The University of Tennessee athletic department announced Wednesday that $200 million had already been secured toward a $500 million goal, as it officially launched the ambitious "My All" campaign.
As reported by the Tennessean, key donors include former Vols quarterback Peyton Manning, UT System president Randy Boyd and members of the Haslam family, including former Tennessee governor Bill Haslam, Pilot Flying J founder Jim Haslam and Cleveland Browns co-owner Jimmy Haslam.
First-year athletic director Danny White called donor interest the "dominant factor" in how the money will be spent while stressing "bang for the buck." Said White, "There is so much to do and so much opportunity."
White has two projects in mind to start quickly at Neyland Stadium, which he said echo the type of upgrades and updates seen at modern facilities nationwide, the Tennessean reported.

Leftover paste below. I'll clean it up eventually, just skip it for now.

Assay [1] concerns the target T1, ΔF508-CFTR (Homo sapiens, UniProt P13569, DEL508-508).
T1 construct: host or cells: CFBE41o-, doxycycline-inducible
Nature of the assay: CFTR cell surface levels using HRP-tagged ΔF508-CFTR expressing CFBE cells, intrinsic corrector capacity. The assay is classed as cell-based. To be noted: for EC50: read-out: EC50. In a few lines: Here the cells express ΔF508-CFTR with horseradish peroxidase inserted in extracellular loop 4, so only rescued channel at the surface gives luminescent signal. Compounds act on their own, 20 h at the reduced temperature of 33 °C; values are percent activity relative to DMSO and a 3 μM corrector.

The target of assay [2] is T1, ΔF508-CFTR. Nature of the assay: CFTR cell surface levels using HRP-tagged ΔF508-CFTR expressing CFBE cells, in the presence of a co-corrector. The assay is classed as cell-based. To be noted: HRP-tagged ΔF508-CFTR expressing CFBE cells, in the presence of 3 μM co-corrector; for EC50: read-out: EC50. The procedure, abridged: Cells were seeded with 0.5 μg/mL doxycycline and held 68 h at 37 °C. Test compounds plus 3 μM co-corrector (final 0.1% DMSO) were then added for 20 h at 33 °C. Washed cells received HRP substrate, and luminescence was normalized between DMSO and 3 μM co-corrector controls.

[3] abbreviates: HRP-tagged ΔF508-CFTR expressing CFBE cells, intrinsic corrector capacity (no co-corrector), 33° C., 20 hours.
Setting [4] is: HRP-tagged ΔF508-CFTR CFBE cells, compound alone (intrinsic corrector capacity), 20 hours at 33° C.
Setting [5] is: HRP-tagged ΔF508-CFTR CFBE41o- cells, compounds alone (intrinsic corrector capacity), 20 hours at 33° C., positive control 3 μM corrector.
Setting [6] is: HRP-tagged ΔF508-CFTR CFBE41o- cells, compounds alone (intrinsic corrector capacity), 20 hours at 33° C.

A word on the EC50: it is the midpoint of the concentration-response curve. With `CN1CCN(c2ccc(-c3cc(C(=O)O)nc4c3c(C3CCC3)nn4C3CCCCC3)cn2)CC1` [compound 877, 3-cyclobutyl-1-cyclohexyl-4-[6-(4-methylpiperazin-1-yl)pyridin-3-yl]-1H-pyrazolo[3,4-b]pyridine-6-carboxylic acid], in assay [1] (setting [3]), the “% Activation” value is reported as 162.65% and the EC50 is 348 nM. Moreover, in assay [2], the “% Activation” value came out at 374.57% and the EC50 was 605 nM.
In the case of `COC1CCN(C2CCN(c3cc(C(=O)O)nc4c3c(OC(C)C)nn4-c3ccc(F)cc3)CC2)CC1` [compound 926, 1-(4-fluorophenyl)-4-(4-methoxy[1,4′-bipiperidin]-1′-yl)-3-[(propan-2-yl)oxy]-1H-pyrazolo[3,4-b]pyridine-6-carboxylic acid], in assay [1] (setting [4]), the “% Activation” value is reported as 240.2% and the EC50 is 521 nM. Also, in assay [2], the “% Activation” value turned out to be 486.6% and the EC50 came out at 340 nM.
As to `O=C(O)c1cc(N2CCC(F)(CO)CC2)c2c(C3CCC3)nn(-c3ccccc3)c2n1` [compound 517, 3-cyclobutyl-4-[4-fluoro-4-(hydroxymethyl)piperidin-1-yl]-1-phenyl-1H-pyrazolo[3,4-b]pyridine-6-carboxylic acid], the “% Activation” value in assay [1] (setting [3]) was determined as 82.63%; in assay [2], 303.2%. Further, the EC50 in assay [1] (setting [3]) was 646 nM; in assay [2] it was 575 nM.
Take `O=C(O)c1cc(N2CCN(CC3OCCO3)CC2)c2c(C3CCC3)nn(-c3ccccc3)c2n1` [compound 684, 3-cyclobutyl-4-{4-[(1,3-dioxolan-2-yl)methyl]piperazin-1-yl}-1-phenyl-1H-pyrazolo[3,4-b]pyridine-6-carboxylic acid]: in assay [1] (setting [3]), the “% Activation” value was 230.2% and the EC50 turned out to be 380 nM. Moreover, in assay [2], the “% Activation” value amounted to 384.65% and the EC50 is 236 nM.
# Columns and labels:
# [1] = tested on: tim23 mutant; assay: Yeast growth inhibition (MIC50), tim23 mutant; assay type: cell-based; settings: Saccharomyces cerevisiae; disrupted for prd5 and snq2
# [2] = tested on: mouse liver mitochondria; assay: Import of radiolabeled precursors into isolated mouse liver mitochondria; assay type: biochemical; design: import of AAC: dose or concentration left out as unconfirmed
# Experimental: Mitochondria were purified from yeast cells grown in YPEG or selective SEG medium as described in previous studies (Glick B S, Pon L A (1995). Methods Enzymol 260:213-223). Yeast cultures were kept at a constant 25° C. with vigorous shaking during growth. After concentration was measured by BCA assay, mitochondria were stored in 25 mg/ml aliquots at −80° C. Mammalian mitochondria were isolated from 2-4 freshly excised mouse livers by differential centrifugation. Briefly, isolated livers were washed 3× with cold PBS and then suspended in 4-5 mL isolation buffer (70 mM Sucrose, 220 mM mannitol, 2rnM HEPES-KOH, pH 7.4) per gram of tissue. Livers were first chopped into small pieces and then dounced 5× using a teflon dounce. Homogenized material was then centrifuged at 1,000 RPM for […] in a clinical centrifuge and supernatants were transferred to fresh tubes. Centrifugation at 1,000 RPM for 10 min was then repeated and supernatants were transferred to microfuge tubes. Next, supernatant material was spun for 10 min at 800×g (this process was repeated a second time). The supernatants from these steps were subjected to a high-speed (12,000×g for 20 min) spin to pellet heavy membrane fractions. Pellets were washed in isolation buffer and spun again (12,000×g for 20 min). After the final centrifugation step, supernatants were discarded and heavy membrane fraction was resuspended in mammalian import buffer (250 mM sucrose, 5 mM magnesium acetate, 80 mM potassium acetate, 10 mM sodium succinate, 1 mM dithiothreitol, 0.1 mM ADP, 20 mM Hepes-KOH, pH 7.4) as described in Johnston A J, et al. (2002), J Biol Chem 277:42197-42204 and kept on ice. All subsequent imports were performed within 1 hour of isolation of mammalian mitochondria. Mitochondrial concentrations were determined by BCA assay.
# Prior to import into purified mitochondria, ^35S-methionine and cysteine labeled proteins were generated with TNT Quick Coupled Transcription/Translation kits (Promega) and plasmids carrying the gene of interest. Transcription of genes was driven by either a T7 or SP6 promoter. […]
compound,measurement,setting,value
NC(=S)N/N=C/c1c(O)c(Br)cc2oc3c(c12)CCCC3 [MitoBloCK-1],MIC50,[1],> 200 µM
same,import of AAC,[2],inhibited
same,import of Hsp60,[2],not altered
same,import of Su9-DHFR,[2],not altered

UT plans to create a premium experience on the lower west side of Neyland Stadium behind the Tennessee bench. The other plan has two parts — adding a north end zone video board, with a standing-room-only area underneath it. White envisions the area being like a sports bar "aimed at a younger demographic."
The two upgrades, slated for completion by the 2022 season, were already "in the queue," White said, and he expects both to be revenue-producing changes. “There’s a lot of updating, which is financially a challenge," he said. "But is also is an opportunity for us to take this iconic sports venue and put our own unique spin on it and bring together a modern experience while also protecting the storied history of Neyland Stadium.”
In addition, White emphasized the need for "different and better fan amenities," including premium seating, at Lindsey Nelson Stadium, home to Tennessee baseball. Specifics will be hammered out after the season, with input from head coach Tony Vitello.
“I am committed to whatever our baseball coach tells me gives the best opportunity to recruit and develop players at a really high level," said White, who considers Tennessee's baseball program as having "probably the biggest discrepancy [between] the level we are competing at and the level we are resourced."